Travel Trailers vs. Motorhomes: The More Practical Choice Is Obvious
Socially distant activities are still recommended for now, so RV sales are booming. Travel trailer and motorhome RV models are perfect for campers who don’t want to rough it too much in the great outdoors. The two are very similar, so how do you know which one best suits your needs? Camper Report has the answer.
Both motorhomes and travel trailers come in various sizes. A Class A RV is as long as a bus and features a large kitchen and living room area. For something more minimalist, a pop-up trailer is still fairly spacious. However, for one type of camper in particular, it’s clear which one is more practical.
The perks of owning a travel trailer or motorhome
The best thing about trailers and motorhomes is their versatility. Motorhomes come in Class A, Class B, and Class C variations. These RVs can accommodate up to four passengers comfortably for a week or more in uncharted territory. Travel trailers also come in different sizes, the smallest of which can be installed on the bed of a truck.
Either one is suitable for a weekend getaway, but it’s important to remember size limitations. Large RVs and trailers can be a nightmare to park in small spaces or campsites. This is especially true for travel trailers that need to be attached to another vehicle. On the other hand, a smaller RV is easier to maneuver.
A few notable differences
The biggest difference between the two is that a motorhome can be driven by itself. Most are powered by a diesel engine that gets around 15 mpg. This may seem like a downside, but keep in mind that pulling a travel trailer also causes lower gas mileage.
Motorhomes and travel trailers also have a steep price difference. A large travel trailer may cost around $30,000, while a smaller motorhome starts at $50,000. If you make a few camping trips per year, it may make more sense to go with the travel trailer.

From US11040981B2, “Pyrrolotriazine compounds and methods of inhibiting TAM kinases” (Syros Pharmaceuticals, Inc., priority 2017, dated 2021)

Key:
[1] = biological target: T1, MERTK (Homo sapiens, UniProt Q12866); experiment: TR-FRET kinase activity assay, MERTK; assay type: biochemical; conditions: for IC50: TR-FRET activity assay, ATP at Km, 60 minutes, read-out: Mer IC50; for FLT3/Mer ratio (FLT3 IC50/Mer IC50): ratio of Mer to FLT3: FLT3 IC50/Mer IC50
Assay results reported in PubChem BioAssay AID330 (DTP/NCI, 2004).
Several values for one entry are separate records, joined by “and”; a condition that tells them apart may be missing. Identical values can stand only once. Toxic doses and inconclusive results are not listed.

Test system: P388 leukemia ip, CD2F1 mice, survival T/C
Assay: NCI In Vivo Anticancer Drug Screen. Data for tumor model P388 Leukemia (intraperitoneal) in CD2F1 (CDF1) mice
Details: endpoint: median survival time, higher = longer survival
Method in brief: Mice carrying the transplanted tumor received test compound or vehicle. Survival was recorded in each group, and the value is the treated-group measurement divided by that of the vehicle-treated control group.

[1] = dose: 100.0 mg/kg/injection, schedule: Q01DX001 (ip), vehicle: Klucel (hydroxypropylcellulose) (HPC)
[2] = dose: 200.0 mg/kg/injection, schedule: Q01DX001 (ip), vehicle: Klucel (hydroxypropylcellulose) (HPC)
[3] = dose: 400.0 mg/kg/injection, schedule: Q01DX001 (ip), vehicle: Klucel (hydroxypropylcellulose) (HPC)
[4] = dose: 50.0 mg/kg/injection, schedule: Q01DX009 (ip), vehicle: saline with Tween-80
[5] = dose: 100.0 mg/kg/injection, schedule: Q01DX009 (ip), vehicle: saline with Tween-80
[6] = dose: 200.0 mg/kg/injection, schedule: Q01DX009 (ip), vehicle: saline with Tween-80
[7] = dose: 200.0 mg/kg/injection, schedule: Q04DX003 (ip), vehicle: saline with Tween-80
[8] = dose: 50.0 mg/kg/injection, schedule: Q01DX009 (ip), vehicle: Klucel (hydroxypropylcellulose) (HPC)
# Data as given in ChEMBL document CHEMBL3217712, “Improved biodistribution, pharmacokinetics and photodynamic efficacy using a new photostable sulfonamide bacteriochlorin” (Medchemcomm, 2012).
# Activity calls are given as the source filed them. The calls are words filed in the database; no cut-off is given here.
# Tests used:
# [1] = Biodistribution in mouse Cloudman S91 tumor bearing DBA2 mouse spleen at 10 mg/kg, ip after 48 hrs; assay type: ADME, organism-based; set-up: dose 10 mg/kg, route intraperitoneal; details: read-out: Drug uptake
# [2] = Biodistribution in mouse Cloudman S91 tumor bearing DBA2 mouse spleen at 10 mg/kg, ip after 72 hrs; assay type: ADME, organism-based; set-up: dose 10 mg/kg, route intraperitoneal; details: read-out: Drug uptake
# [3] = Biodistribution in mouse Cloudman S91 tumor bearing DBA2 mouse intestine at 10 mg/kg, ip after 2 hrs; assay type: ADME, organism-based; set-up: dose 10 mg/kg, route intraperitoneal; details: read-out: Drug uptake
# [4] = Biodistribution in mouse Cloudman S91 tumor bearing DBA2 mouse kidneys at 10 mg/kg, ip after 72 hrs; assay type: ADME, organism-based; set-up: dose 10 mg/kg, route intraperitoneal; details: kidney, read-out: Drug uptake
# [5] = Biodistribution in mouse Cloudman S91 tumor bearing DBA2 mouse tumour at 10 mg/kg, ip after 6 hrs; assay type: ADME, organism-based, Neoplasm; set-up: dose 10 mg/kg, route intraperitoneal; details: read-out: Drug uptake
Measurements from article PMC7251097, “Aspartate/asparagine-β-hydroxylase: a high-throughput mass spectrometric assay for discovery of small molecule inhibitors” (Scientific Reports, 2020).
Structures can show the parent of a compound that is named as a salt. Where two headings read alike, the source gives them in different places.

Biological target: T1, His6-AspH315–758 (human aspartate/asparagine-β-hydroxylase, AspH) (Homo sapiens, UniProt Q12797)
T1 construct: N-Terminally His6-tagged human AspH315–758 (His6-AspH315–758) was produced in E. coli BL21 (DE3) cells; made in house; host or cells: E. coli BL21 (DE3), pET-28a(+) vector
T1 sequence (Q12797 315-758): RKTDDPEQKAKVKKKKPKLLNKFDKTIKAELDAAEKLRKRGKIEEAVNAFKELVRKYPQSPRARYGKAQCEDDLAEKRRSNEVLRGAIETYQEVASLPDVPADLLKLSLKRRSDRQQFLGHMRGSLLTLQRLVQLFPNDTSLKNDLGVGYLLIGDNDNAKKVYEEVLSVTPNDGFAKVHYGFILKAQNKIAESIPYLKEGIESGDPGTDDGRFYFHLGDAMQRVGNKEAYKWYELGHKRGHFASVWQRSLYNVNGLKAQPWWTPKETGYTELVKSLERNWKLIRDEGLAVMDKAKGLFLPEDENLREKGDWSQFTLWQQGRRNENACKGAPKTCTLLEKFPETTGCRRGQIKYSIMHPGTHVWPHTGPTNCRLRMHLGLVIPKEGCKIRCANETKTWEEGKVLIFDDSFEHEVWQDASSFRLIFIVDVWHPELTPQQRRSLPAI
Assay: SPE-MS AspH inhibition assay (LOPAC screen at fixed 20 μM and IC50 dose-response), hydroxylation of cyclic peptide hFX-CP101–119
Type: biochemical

Motorhomes will also depreciate faster than travel trailers, according to NADAGuides. The only exception is a fifth-wheel travel trailer, which has a depreciation rate of 71 percent over 10 years. A Class C RV will lose around 50 percent of its value after five years of ownership. Most travel trailers will still be worth 60 percent of their original value after five years.
How much does each cost to own?
After the initial sticker price is paid, then you have to consider maintenance costs. Since the motorhome comes outfitted with more standard amenities, it will cost more to repair over time. Since this type of RV is a car at heart, it still needs routine inspections and oil changes as well.
Despite the fact that it doesn’t have an engine, a travel trailer still needs insurance, just like a motorhome. Your rate will depend on the insurance company, but you can usually expect to pay more for the RV. A large travel trailer only costs $500 a year on average, while a Class A motorhome may cost up to $4,000, according to Classic Vans.
Is the travel trailer or the motorhome the more practical option?
For those who want to spend as little money as possible, the travel trailer is the better choice. A trailer is also more suited for the casual camper who only takes vacations during one season. However, if you don’t own your own car to pull the trailer, you might be better off with a motorhome.
While some minivans can tow a trailer, you’ll probably have to purchase a truck in most cases. The cost of a truck and trailer combined could end up costing more than the standard motorhome RV. If you plan to live in one for an extended period of time, go with the RV.